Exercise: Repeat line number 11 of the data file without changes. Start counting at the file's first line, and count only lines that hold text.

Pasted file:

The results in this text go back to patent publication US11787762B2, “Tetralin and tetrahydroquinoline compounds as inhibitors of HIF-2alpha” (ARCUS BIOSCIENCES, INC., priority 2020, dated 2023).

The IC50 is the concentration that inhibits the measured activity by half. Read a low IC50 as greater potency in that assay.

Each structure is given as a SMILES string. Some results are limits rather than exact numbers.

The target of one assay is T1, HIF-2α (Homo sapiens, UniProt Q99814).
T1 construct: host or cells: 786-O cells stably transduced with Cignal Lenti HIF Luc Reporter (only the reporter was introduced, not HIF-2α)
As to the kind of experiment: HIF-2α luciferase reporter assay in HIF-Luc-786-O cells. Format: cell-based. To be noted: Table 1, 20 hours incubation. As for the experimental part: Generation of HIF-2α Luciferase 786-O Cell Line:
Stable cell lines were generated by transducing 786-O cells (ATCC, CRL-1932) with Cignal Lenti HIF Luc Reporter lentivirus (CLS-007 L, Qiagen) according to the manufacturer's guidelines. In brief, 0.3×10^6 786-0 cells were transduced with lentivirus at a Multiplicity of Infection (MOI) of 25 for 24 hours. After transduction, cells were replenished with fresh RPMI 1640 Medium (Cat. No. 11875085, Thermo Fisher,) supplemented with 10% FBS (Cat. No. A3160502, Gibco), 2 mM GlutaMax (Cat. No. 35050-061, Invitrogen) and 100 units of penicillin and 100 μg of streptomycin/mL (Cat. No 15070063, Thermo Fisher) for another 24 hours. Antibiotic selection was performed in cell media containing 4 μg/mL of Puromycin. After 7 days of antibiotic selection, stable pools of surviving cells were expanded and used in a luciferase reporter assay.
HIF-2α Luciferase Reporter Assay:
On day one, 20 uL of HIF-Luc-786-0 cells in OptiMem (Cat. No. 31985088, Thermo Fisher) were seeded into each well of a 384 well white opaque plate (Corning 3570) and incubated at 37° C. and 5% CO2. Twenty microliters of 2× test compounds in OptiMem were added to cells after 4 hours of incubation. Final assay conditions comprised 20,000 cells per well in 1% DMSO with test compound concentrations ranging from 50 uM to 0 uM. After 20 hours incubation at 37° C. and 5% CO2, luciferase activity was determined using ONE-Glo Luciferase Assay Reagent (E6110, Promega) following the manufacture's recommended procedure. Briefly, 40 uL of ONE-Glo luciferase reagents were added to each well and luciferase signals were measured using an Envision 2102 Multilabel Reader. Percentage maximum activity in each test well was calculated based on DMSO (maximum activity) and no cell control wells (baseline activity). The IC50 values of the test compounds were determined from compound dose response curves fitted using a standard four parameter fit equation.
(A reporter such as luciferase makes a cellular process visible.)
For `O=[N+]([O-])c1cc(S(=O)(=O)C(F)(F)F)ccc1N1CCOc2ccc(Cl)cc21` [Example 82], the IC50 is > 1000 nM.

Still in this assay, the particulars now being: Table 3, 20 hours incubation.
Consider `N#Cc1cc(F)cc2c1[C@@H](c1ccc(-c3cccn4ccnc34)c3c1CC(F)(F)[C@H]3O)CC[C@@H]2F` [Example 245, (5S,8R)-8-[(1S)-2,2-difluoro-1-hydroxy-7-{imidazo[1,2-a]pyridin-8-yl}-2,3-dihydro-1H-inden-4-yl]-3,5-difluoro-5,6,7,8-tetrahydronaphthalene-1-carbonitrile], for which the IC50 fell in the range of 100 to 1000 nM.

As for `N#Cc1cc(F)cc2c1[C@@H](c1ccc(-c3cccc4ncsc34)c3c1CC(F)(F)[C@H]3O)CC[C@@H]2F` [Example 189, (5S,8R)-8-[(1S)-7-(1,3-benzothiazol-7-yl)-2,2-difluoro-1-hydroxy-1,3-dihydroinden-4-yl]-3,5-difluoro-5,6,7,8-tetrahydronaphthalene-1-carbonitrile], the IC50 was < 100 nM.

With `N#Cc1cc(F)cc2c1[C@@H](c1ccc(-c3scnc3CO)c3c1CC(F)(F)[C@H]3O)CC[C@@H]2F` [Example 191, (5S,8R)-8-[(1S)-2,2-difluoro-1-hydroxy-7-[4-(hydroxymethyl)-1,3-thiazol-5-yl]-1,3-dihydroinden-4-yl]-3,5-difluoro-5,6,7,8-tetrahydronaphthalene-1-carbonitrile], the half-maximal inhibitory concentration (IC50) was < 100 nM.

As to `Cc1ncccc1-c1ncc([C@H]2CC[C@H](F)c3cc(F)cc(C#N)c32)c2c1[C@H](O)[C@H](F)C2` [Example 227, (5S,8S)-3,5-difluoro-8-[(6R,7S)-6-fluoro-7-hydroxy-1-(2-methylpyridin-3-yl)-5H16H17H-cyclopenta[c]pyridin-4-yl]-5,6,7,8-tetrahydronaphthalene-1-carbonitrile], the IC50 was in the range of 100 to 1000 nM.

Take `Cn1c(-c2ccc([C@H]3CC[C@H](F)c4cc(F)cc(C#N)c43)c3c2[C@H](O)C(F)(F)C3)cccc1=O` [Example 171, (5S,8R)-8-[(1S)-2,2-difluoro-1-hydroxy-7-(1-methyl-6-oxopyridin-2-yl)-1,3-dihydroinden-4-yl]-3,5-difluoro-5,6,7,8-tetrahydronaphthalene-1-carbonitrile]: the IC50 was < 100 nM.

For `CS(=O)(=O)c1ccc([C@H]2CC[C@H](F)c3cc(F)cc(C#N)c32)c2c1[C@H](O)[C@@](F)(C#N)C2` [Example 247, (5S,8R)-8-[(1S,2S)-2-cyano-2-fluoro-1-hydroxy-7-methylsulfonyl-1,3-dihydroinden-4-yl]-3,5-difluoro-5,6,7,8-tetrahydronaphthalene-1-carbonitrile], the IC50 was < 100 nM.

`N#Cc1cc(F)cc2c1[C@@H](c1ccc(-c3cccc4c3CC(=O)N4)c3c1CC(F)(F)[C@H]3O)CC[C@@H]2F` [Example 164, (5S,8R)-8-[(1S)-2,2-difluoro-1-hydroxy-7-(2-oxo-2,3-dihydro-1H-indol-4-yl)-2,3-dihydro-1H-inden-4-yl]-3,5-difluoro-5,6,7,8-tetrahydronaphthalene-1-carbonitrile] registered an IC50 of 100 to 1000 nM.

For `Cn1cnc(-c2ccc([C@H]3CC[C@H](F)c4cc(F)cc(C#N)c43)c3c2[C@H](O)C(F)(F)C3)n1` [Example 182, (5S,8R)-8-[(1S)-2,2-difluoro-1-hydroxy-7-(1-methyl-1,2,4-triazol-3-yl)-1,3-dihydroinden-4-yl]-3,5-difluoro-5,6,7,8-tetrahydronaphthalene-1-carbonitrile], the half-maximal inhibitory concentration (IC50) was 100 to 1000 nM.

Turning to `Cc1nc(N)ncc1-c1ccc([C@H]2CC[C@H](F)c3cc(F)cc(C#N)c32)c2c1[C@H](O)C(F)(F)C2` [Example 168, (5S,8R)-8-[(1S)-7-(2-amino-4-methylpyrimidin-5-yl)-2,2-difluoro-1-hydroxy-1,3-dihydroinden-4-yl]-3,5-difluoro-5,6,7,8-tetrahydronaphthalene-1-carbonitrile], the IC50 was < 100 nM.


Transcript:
For `O=[N+]([O-])c1cc(S(=O)(=O)C(F)(F)F)ccc1N1CCOc2ccc(Cl)cc21` [Example 82], the IC50 is > 1000 nM.